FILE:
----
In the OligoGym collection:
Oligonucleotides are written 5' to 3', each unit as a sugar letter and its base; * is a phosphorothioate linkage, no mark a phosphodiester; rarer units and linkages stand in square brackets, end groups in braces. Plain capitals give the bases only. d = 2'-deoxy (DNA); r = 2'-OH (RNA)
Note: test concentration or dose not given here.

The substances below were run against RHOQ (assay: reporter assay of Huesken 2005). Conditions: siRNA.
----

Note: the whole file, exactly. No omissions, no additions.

In the OligoGym collection:
Oligonucleotides are written 5' to 3', each unit as a sugar letter and its base; * is a phosphorothioate linkage, no mark a phosphodiester; rarer units and linkages stand in square brackets, end groups in braces. Plain capitals give the bases only. d = 2'-deoxy (DNA); r = 2'-OH (RNA)
Note: test concentration or dose not given here.

The substances below were run against RHOQ (assay: reporter assay of Huesken 2005). Conditions: siRNA.